banner image
Press Release

Opportunity Zones: The Disruption Puerto Rico needs

Opinions, The Weekly Journal

Puerto Rico has, at this moment in time, the best recipe to attain sustainable growth. Growth that will be the foundation to position us better when evaluating our competitiveness with other jurisdiction in the world. To achieve this, all sectors, private, public and non for profits, need to align objectives, goals and strategies.

What are the ingridients for this recipe? The most important components are: a robust and tested industrial incentives program, the P3 legislation, the CBDGR funds that sooner op later we will be receiving as part of the recovery process after the 2017 storms and the US tax driven qualified opportunity zones program. We mus also add other ingredients such as our geographical connection to both US and Latin America, for example.

QOZs are designated low income levels sectors within state and possessions. The purpose of the program is to incentivize investment in there areas throug tax benefits to the investors: income tax deferral and exclusion of capital gains which are realized and in turn invested in businesses and projects in the QOZs. Around 8,700 zones were designated in total, of which 863 are in Puerto Rico. In order to conform to the federal legislation and provide additional incentives to increase the advantages of investing in the Puerto Rico QOZs, Act 21- 2019 was signed last May 14, 2019. The provisions of Act 21, which were later incorporated into Act 60- 2019, The Puerto Rico Incentives Code, provide local and foreign investors similar tax benefits in Puerto Rico in connection with the deferral and exclusion of certain capital gains if the property is in Puerto Rico. In addition, it establishes a new incentives program for projects that are designated as priority projects and are not eligible for any other incentive program in Puerto Rico.

The supporters of the QOZs list several benefits of investing in the zones and these will be different depending on the role being playes: investors, funds, developers, and communities.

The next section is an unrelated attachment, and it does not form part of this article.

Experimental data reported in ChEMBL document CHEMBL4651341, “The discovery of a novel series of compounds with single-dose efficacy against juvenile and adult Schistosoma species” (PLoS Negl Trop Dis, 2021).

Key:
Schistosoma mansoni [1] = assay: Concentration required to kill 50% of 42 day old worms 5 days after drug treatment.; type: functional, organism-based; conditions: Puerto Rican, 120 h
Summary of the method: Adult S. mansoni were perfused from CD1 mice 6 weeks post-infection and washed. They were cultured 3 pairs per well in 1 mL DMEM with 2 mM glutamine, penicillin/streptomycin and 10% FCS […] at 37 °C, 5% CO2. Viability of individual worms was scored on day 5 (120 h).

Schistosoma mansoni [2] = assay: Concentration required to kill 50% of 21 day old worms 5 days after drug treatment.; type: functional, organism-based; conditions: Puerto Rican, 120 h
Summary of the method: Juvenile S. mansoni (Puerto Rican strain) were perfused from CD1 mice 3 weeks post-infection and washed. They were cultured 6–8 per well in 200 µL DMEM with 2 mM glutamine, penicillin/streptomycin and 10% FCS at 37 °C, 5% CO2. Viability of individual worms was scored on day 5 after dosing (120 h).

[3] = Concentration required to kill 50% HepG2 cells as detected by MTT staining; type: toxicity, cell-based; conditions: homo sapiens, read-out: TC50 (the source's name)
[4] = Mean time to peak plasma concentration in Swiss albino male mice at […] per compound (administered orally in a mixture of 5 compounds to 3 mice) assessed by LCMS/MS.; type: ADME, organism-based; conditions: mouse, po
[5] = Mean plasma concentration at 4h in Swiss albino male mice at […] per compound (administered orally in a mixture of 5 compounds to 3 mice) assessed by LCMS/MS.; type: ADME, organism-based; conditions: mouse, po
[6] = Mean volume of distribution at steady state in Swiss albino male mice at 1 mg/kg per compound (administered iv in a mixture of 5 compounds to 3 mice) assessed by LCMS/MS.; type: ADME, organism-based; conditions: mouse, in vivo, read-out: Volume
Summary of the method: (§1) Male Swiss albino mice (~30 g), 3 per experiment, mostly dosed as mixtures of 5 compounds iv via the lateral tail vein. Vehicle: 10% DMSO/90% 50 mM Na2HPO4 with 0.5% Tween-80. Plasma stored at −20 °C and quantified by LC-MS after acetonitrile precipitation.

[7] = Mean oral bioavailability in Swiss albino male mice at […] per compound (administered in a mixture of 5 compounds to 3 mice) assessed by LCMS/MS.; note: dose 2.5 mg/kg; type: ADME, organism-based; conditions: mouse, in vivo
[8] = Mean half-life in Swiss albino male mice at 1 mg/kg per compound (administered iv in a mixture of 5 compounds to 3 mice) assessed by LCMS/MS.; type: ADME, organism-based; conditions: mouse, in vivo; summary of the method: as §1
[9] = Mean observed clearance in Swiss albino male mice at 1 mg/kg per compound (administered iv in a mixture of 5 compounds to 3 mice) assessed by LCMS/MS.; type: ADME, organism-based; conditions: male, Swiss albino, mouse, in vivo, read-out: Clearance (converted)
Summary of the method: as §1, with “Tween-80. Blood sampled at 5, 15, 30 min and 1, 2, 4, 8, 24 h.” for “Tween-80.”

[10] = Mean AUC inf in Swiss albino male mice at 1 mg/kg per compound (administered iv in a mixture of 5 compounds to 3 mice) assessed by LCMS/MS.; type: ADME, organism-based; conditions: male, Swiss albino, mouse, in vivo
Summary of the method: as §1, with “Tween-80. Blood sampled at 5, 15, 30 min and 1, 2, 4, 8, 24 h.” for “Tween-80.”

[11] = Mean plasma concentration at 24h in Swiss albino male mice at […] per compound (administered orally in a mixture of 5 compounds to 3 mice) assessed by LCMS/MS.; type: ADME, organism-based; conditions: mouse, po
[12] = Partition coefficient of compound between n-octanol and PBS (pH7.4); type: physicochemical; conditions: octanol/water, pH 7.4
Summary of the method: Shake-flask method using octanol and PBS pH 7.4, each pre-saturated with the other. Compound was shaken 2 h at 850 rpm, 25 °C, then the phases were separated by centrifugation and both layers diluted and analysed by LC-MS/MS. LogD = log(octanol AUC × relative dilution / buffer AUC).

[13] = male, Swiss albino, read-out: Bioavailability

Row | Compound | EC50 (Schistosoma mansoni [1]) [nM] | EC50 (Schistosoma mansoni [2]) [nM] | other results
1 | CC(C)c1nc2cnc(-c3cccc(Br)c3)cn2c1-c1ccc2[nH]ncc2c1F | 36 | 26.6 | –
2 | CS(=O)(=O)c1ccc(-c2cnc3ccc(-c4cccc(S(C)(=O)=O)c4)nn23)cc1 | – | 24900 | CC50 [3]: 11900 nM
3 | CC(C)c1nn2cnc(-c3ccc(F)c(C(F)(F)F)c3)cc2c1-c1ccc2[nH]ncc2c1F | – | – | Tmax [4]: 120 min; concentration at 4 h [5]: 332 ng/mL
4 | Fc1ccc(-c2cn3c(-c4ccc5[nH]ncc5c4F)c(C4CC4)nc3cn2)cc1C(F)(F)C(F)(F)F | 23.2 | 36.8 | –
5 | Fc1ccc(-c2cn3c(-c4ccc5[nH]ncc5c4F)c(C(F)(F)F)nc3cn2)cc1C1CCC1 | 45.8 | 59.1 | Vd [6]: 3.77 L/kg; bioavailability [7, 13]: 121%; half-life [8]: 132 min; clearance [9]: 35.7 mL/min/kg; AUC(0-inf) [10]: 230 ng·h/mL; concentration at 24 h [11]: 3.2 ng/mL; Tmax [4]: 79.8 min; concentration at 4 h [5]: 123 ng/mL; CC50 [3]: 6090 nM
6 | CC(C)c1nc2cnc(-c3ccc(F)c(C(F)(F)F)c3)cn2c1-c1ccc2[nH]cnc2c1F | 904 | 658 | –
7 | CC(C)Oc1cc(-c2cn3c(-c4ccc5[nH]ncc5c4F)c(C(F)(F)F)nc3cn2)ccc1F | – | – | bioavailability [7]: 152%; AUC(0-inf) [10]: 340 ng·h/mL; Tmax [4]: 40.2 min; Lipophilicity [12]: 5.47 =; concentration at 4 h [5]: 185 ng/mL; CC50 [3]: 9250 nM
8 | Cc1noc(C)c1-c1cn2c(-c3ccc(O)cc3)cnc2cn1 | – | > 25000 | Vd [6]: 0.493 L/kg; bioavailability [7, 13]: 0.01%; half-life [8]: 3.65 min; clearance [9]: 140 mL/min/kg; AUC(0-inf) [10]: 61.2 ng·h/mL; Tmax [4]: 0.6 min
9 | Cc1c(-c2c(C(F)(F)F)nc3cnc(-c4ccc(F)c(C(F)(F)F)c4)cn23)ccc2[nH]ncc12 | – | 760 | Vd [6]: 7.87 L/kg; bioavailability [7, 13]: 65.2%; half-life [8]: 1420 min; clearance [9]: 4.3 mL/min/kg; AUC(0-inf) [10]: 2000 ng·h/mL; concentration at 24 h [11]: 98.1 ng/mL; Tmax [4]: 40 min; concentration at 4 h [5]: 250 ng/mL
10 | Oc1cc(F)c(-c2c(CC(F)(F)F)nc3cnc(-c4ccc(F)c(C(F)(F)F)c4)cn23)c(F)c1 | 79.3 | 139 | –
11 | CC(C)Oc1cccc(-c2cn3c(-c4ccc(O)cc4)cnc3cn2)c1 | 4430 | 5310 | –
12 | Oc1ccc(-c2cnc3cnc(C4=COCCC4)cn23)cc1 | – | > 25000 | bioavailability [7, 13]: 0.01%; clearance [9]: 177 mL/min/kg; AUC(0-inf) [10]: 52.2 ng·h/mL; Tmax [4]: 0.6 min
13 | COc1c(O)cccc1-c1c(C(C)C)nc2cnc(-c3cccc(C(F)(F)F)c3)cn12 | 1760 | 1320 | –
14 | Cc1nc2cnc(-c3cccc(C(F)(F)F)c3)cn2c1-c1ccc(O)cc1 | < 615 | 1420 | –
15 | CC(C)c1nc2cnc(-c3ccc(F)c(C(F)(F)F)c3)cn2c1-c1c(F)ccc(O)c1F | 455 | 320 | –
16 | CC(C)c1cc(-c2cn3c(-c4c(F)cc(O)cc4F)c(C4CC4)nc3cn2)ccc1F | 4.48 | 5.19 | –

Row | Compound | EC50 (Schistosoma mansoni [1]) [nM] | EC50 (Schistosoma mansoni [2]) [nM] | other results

On the other hand, the critics of the program list several issues that may arise, including gentrification of the areas. The Merriam- Webster dictionary defines gentrification as “the process of repairing and rebuilding homes and businesses in a deteriorating area (such as an urban neighborhood) accompanied by an influx of middle-class of afluent people and that often results in the displacement of earlier, ussually poorer residents”. Although the goal of the program is to generate economic growth and development in the designated areas, this can lead to displacement if the income levels of the current residents are not increased because they won’t be able to afford the new prices.

Therefore, close collaboration between all parties involved is vital. We are already seeing examples of developments in the US, where one of the requirements is to provide affordable housing current residents while increasinf their income levels and improving the neighborhood. They substitute the term gentrification without displacement.

Our local recipe will attract investors looking for projects that will generate the benefits they are looking for. All sectors must work together in order to obtain the best results for them but, most importantly, for Puerto Rico and its people.

Download PDF [ 147 kb ]

Copy text of article